In spite of everything, Scarborough Zoo and Marineland was a long-running success. Even after the animals moved out in the 1980s, a rebranding as an amusement park (known as Marvel’s) in 1984 ensured nearly two further decades of business for the attraction, which eventually closed in 2002. Mr Robinson’s ‘mini-Disneyland’ is little more than a memory today, but if you look closely at the overgrown wasteland of modern times, there are hints of the former attraction hiding behind weeds and broken glass.

Did you ever visit Scarborough Zoo? Do you remember the sea lions or the dolphins? Perhaps you rode the slide that Jane West fell from? Please share your stories or get in touch.

Sources

All of the research in this post comes from old editions of local newspapers held at the Scarborough Room in Scarborough Library.

 

Scarborough Zoo: Did You Know…?

Scarborough Marineland and Zoo operated between 1969 and 1984, and was located on the top of the hill behind the Open Air Theatre seating in Northstead Manor Gardens. The remains of its successor, Marvel’s Amusement Park (which retained many of the zoo’s rides and features, minus the animals) can still be seen today, although the site is derelict.

The following post is the third in a series, which brings together some of the shorter facts and stories about former Scarborough attractions. You can see the previous two on the links below:

Scarborough Aquarium: Did You Know…?

Gala Land: Did You Know…?

So without any further ado, did you know that…

1) Scarborough Zoo was built on tennis courts

Before Scarborough Zoo was built, the site was home to a large number of tennis courts and a small cafe. By the 1960s these courts were falling into disrepair, although they were also used by local schools, to carry out cycling proficiency tests. You can see the old courts on the map below:

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Above: Map of Northstead (from the author’s collection)

2) A dolphin died

Various animals made the long journey to Scarborough, to be part of the zoo. Dolphins were amongst them, and were transported all the way from the US, which must have been an arduous and stressful journey for these seafaring mammals. So much so that one died after the long expedition – from New York to Britain by plane. The surviving dolphins, named Mo, Jenky and Artie stayed in a specially adapted building during the colder months – zoo staff did not want to risk another death by flying them to warmer climes abroad.

Above: One of the zoo’s performing dolphins (source)

Today, the captivity of dolphins and other marine mammals is considered potentially detrimental. Highly social and intelligent creatures, better suited to vast expanses of ocean than cramped tanks and enforced public performances, dolphins and the like are now much less likely to be seen in smaller venues (although bigger parks such as SeaWorld still recruit them).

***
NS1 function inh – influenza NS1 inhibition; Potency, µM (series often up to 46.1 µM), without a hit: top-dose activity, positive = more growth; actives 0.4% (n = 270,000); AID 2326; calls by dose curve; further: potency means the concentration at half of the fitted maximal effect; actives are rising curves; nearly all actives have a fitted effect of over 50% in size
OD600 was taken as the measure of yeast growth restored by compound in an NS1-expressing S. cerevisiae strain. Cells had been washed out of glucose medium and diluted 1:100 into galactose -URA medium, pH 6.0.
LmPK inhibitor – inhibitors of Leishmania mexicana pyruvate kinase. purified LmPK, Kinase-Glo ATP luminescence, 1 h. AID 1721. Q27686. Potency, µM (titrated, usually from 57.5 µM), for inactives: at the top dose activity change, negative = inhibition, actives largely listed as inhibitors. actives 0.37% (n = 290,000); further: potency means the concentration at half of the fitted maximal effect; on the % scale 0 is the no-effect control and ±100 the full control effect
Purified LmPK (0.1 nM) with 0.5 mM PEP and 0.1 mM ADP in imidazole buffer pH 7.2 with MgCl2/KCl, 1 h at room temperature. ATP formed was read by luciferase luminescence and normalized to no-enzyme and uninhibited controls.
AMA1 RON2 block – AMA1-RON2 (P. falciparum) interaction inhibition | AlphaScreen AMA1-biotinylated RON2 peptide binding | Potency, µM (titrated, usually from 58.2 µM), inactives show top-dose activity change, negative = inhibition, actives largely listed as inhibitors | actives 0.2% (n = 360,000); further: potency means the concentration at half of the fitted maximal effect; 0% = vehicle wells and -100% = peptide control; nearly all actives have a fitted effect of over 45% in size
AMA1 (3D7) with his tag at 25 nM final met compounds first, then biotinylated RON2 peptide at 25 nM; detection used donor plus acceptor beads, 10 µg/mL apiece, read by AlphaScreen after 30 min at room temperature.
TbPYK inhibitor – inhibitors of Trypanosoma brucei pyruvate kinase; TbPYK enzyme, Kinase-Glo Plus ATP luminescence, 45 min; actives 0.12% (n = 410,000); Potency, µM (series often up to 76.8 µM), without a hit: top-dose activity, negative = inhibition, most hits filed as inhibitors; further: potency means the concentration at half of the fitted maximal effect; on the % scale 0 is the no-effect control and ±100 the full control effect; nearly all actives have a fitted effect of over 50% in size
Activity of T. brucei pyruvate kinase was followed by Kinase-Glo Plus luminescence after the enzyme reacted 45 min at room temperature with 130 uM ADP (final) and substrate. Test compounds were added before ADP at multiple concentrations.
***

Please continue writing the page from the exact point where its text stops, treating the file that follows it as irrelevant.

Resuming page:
3) The chairlifts were made in Sheffield

Originally titled  as the ‘cabin lifts’ the chair lifts were constructed in Sheffield, before the parts were transported to Scarborough and put together – rather like a giant jigsaw puzzle. The construction schedule overran, and the chairlifts ended up making a late appearance, opening on May 5th, 1972. Back then the ride was known as the Commando Cable Way.

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Above: The original chair lifts (from the author’s collection)

The opening was conducted by Mrs Sheila Smith of Avoncroft Hotel, the recently selected ‘most lovable landlady in Britain’ by a BBC programme. There was a jazz band playing, and a steamer called ‘Pride of New Orleans’ was also launched on the same day.

4) There was a special North Sea Fish Tank

This contained species local to the North Yorkshire coast, including skate, cod, whiting, mackerel, crabs and lobsters. Not far from the fish tank, was a farmyard, where children were able to milk and feed goats, alongside other domesticated animals.

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Above: The farmyard is shown on the left of the postcard (from the author’s collection)

5) The Zoo was officially opened on June 14th, 1969

Mayor and Mayoress Councillor and Mrs Norman Fuller conducted the ceremony at 11am, after which the zoo was opened to the public at 12am. Entry was charged at 4/6 for adults and 1/6 for children, with the venue proving to be an enormous success – 20, 000 visitors within the first two weeks!

Above: The zoo site (source)

6) The chimpanzees had a tantrum

In 1975 the UK was in the grips of a sugar shortage; a situation which did not go down well with Scarborough’s three chimpanzees, according to this article. Due to the crisis in supply, their keeper was forced to reduce the sugar content of the chimpanzees’ nightly cocoa treat.